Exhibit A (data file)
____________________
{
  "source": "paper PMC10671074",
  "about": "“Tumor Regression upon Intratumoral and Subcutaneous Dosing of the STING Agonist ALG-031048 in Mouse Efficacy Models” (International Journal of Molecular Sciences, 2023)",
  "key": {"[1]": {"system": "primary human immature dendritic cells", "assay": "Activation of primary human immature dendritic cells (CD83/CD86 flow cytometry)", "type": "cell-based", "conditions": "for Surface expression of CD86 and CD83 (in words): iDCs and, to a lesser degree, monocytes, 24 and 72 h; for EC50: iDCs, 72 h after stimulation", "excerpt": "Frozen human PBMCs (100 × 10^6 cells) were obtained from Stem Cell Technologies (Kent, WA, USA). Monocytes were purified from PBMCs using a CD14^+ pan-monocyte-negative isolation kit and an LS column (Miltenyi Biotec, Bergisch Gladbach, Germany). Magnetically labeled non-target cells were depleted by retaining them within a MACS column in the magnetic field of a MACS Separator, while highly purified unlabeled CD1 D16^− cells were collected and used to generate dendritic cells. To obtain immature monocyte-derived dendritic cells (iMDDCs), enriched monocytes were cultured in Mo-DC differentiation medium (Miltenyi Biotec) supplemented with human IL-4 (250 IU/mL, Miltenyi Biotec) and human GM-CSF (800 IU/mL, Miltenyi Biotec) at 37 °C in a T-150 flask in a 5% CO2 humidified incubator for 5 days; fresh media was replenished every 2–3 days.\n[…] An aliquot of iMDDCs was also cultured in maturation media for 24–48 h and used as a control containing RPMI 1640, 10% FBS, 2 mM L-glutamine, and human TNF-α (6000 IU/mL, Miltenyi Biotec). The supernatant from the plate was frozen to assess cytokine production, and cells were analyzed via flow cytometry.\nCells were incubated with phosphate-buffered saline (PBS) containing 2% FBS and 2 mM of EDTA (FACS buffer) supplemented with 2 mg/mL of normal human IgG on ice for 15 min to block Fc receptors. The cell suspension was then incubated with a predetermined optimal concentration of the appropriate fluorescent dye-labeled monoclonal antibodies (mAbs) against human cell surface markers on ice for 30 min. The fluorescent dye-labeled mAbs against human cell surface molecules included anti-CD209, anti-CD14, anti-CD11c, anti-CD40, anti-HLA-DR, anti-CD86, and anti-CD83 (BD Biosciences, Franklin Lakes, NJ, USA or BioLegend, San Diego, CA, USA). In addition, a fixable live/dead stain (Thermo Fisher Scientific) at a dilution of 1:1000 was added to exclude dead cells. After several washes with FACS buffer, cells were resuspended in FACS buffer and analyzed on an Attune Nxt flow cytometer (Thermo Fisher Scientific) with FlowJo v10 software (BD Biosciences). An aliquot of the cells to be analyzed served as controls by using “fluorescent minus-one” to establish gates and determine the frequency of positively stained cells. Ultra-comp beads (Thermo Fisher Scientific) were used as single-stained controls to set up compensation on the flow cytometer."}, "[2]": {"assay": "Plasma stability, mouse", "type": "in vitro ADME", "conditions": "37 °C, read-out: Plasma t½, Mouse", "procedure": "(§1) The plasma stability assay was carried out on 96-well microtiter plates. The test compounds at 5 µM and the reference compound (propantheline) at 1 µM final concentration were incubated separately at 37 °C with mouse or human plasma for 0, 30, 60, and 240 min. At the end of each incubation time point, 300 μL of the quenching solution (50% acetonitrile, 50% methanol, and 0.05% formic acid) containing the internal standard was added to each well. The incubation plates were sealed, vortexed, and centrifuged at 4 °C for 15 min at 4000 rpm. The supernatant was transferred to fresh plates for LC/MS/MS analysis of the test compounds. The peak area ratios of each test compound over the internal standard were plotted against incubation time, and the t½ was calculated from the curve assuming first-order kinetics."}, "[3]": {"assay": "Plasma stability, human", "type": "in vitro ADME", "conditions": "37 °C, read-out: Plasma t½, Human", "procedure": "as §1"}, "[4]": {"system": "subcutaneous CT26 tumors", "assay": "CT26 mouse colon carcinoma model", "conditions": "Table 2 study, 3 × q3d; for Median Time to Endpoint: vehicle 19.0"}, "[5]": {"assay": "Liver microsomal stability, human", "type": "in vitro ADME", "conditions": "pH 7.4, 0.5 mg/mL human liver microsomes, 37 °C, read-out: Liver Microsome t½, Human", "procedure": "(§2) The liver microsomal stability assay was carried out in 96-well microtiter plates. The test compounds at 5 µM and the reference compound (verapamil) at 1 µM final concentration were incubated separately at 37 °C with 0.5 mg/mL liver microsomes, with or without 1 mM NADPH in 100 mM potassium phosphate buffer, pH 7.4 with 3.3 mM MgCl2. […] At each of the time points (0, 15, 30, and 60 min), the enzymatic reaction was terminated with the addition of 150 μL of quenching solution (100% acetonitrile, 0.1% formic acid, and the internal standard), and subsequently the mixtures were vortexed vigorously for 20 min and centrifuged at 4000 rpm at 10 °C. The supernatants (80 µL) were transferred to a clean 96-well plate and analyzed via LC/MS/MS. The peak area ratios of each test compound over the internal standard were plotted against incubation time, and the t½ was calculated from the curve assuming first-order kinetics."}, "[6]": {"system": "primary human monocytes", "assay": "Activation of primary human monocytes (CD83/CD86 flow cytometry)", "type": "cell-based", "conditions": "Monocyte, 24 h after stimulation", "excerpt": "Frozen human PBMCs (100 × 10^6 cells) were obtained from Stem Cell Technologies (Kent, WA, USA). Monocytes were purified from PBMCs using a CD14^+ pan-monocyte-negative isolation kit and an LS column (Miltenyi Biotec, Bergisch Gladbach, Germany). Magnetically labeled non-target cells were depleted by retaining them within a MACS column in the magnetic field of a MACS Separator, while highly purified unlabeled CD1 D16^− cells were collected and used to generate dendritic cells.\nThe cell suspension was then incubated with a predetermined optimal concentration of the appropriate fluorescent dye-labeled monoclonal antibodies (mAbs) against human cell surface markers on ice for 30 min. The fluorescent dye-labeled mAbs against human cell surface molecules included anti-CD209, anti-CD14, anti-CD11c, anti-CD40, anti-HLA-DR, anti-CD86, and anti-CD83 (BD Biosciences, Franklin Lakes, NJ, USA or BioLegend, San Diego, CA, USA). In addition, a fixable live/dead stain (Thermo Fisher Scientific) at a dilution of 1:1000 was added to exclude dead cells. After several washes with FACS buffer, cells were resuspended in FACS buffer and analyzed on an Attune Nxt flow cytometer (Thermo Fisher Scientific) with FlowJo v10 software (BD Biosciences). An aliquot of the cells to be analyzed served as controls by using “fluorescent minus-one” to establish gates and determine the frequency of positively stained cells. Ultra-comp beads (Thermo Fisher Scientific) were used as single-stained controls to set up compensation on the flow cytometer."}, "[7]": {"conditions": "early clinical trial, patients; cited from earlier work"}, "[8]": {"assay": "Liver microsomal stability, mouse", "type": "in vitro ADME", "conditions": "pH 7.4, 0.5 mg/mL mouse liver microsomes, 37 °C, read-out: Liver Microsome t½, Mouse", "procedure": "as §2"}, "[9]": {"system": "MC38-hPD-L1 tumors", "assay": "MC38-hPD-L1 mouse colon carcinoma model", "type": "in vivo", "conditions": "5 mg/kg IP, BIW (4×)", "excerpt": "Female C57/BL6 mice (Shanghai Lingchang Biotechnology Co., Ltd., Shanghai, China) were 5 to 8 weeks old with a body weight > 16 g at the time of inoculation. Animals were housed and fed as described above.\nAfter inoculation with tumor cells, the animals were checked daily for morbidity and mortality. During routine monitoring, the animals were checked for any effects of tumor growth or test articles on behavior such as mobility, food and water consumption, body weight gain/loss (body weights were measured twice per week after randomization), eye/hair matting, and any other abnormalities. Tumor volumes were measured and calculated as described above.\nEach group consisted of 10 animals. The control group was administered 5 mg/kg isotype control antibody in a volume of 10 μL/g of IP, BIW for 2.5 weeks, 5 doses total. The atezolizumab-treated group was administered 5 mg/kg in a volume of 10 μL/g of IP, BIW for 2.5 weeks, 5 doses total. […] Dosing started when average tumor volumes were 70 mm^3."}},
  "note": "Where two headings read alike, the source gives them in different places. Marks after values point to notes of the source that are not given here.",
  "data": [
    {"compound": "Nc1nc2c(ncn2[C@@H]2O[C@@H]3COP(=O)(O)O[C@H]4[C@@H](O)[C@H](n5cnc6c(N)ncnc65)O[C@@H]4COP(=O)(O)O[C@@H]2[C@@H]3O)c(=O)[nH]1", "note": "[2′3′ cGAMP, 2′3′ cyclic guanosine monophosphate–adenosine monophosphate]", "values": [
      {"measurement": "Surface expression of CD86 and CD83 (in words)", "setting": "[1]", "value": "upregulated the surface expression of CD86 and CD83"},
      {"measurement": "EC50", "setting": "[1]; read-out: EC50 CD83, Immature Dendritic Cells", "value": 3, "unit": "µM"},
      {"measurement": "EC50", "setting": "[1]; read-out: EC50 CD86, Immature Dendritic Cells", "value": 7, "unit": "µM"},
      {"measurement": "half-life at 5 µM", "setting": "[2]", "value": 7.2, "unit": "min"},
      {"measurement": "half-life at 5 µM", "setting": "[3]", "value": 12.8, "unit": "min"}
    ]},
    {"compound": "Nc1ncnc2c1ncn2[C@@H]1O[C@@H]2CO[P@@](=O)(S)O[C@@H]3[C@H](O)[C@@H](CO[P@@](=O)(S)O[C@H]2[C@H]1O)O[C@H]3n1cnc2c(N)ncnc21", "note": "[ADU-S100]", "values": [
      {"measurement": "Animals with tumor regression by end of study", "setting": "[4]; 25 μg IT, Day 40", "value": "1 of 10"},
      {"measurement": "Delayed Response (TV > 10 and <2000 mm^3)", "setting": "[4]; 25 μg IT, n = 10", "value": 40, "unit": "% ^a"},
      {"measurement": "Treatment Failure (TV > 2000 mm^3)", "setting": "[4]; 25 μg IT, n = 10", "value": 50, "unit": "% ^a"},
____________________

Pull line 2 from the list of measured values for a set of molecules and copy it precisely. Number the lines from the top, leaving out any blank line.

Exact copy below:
  "source": "paper PMC10671074",